Attorneys, negotiators and mediators are used to the concept of determining or creating options. To us, options are good things. We might take them or leave them, but it is good to know what they are and that they are there if we need them. Apparently, some Senators, Congressmen and a large portion of the American public are not familiar with this concept. Inclusion of a so-called “public option” for health insurance in the bill currently pending in Congress threatens to derail health care reform in this session. I must admit that I had trouble understanding the rancor in the public debate, so I consulted a healthcare economist and friend of mine, Jason Shafrin. He explained it to me this way:
“If run properly and fairly priced, the public option can provide a superior choice for many consumers. Those who don’t want a public option could still buy private insurance. However, the public option likely will not be run like a private business. If the public option runs a deficit, it may use taxpayer money to make up the difference. If so, there would not really be a competitive environment. This would be similar to a market where 5 companies compete, but one has access to a government subsidy and free government loans. This unfairly tilts the playing field. Opponents of the public option fear that this will take place; the public option will get unfair support from the federal government. Many opponents believe that in the short run, the public option may be a good idea, but in the long run, it may dominate the market, and become a Medicare-for-all program.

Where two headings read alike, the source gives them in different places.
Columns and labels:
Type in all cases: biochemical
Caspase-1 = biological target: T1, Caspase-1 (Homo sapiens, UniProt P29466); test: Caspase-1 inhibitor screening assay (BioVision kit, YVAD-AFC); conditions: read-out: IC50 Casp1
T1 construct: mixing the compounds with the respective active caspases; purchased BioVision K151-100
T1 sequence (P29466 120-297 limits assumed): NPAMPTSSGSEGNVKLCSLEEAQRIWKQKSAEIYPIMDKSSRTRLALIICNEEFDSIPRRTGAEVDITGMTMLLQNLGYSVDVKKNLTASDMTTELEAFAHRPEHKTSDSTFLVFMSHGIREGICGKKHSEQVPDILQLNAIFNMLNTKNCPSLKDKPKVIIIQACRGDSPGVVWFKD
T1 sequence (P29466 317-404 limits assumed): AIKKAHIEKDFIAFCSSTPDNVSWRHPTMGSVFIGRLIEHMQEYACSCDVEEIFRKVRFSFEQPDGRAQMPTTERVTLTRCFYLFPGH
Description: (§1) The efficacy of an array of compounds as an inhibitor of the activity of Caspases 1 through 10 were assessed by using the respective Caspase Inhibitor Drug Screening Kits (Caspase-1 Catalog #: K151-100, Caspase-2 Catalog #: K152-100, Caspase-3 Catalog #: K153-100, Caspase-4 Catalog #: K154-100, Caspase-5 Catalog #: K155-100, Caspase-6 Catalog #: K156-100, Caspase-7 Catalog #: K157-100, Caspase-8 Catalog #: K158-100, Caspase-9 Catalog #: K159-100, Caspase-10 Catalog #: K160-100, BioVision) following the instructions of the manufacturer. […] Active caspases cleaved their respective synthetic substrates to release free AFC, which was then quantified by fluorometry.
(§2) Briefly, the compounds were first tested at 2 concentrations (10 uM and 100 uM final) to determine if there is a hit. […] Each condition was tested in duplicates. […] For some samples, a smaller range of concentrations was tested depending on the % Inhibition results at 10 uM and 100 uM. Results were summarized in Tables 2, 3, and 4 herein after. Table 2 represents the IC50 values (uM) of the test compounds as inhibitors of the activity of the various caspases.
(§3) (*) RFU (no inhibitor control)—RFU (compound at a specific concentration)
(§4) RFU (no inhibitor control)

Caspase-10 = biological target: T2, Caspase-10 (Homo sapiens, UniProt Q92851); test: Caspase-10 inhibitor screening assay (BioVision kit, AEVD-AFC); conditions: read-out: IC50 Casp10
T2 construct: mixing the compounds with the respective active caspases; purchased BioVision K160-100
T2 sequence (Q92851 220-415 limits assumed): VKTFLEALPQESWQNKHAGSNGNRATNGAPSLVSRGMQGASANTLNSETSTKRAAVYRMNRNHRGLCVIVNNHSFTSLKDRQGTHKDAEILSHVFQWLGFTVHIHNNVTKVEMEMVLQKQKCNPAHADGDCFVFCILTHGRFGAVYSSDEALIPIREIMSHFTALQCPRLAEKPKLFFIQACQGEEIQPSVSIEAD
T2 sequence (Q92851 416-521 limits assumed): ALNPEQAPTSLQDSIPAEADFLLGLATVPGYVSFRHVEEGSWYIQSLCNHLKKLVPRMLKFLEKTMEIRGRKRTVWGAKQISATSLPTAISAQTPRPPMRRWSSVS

“Also, applying your analogy to government health insurance, the people who get the option (i.e., consumers) are basically the same people who give the option (i.e., the government, a.k.a. taxpayers).”
This was very helpful. I also understand that options themselves are very much like insurance. When you give (or sell) an option, you want to be fairly compensated for it. When you get (or buy) an option, you expect to pay something, but you don’t want to overpay. What is often lost in the health care debate is that we are trying to insure against continued exhorbitant increases in health care and insurance costs. So the 64 thousand (or billion?) dollar question is, how much do we pay to get our public option health insurance? Ideally, only those who opt in will pay. There will be no subsidy, other than for those who otherwise would not be able to buy any health insurance, and that money could go to any insurer, not just the public one. The whole point is to have health insurers who will compete with one another and keep premiums down, while negotiating with health care providers to keep costs down.
Now, the question is how do we keep overall health care costs down when the demand (from all those previously uninsured people) will presumably go up, while supply remains the same (at least in the short term). That sounds like a presecription for rising prices to me. In any event, I still do not think it is a good idea to reject or reduce our options. Options are still a good thing, especially in the negotiation phase.